In United Kingdom, dietary supplements are widely consumed by adult, most commonly in the 55+ years age group (Ransley et al., 2001). It was reported in Full Regulatory Impact Assessemnt that there is nearly half of the commercial food supplements have been made up by commercial multivitamin products, vitamin C products and mineral supplement and they have respectively take up approximately 25%, 13.6%, 7.7% of dietary supplement market. The rise of awareness in good consumption habits and the increasing interest in the vital role of vitamins and minerals in growth and health have also played a major role to the broad sale of commercial dietary supplements. Besides, increased sale and intake of preserved food due to high demand from the growth of human population and the wrong perception of achieving balance diet by compensating with multivitamin pills are also factors that trigger the employment of pharmaceutical multivitamin and minerals product to the market. Moreover, reduction or destruction of vitamin and mineral through chemical reaction during storage and food processing by the manufacturer has give rise to the importance of introducing more available preparation to compensate the possible insufficient of vitamins and minerals in the daily diet. The high availability and demand of dietary supplements, along with the food labeling regulations, has contributed to the development of analytical separation and detection methods for the quality control of the complex constituents. However, the complexity, instability and varies concentration of matrices in a single product has remained as challenges to the research work and simultaneous quantification, therefore, it is crucial to have both accurate and efficient analytical methods for the determination and quality control of the vitamins and minerals supplements.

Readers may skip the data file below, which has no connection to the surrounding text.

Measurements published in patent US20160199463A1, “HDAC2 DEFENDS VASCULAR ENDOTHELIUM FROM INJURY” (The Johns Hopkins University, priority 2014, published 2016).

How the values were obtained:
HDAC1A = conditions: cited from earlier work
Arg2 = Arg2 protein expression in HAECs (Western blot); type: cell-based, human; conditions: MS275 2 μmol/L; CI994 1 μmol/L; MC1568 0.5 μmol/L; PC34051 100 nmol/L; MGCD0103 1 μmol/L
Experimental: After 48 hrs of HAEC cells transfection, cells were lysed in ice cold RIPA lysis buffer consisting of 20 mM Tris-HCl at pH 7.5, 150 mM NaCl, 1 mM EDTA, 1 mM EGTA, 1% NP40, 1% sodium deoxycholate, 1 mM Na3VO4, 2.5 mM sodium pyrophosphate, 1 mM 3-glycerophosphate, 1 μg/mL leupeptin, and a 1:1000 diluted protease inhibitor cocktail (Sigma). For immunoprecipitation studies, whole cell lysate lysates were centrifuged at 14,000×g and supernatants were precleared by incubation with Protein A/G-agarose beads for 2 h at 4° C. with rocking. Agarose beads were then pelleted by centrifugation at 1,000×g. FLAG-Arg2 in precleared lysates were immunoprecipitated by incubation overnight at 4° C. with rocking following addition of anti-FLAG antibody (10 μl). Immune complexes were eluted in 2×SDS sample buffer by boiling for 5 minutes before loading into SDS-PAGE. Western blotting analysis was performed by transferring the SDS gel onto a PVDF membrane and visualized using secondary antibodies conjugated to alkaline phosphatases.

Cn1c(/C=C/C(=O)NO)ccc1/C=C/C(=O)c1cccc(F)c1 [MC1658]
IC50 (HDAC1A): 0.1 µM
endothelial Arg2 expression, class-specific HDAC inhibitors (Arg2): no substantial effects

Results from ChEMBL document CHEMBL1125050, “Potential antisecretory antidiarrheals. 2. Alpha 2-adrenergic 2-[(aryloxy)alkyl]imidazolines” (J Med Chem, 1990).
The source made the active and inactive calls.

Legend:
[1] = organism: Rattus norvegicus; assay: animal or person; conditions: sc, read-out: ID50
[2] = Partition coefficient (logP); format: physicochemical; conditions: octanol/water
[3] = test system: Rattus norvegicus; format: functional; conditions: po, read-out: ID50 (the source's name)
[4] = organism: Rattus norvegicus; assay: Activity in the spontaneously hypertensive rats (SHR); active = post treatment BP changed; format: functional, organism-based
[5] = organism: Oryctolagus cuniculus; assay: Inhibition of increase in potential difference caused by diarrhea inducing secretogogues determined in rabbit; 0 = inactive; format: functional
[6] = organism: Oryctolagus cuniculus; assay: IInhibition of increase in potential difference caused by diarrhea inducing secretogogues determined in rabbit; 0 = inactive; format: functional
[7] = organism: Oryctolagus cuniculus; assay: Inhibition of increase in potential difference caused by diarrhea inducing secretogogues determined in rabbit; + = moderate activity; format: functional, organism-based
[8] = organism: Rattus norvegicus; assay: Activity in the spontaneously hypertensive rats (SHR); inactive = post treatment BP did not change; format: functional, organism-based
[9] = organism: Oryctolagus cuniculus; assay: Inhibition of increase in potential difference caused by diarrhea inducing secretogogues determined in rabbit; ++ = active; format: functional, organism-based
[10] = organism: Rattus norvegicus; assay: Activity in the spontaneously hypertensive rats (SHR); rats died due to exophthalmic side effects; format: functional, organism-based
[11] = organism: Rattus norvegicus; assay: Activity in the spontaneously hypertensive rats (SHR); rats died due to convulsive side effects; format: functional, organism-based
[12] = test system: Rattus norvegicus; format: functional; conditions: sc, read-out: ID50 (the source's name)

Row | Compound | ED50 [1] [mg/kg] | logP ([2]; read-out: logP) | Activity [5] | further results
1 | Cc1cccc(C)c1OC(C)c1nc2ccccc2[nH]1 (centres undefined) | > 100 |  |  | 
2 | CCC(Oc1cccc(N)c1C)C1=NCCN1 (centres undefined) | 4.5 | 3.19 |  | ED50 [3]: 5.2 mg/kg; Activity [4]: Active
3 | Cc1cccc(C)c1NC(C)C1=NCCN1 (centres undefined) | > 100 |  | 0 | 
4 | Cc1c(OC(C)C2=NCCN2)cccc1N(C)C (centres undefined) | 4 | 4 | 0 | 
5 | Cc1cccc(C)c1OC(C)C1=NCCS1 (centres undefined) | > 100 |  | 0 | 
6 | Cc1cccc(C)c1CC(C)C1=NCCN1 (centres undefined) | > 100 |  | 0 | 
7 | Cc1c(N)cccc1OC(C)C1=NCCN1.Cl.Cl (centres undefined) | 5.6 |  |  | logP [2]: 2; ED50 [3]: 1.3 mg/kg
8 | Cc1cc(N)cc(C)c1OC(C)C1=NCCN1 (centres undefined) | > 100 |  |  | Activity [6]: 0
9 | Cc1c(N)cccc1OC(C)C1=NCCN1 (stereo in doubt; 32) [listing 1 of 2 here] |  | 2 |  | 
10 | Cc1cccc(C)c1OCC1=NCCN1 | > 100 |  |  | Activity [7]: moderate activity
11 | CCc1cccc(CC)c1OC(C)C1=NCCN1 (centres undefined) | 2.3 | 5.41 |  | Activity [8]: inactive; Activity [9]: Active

There are various of analytical method that have been described for determining the vitamins, including the polarographic, fluorimetric, enzymatic, microbiological and spectrophotometric procedures. These methods are, sometimes lack of specificity and time-consuming as they may involve complex chemical, physical, or biological reaction in the preparation of sample as to remove interference occurs during the analytical procedure. In contrast, it has been reported by several paper that there are some easier, uncomplicated, and time-efficient methodologies have been published recently in determining and quantifying vitamins. These methods are liquid chromatography and capillary electrophoresis ( L. Fosting et al., 1997). The high-pressure liquid chromatography (HPLC) has found to be most commonly used in simultaneous determination and individually analysis of vitamins (P P.Moreno & V.Salvado, 2000 ; Edwina M.P. Sau et al., 1997; D.Ivanovic et al.,1999 ). This methodology is reported to be more sensitive, rapid and precise in measuring the content of vitamins and its ability to determine small amount of analyte together with easy coupling with other technique, has made it been extensively used in pharmacopoeia assays. Chromatographic analysis of vitamin with different settings have been describe in several journals and reference books, this include the ion-exchange ( R.C. Williams et al.,1973), normal phase (A.P. De Leenheer, 1992), ion-pairing (D.Ivanovic et al.,1999), and among the them, the reverse phase chromatography is most widely be used (F. Zonta et al., 1982; R.M. Kothari et al., 1982; M. Amin et al., 1987) . Besides that, most paper with chromatographic analysis involves the utilization of complex buffered mobile phase (Zaman et al.1993), a gradient elution program (Blanco et al., 1994; Papadoyannis et al., 1997; (P.Moreno & V.Salvado, 2000), electrochemical (Delgado et al., 1992) or fluorimetric detector (MacCrehan and Schonberger, 1995) , two or three different detectors (Craft et al., 1988; Chase et al., 1995), or changing the detection wavelength during the run ( Lee et al., 1992). The diode arrays detectors were also used in the determination of water and fat soluble vitamin ( Blanco et al., 1994; Bořivoj et al., 2004). With all these complex settings, the sensitivity and selectivity of HPLC can be intensively improved for analytic process.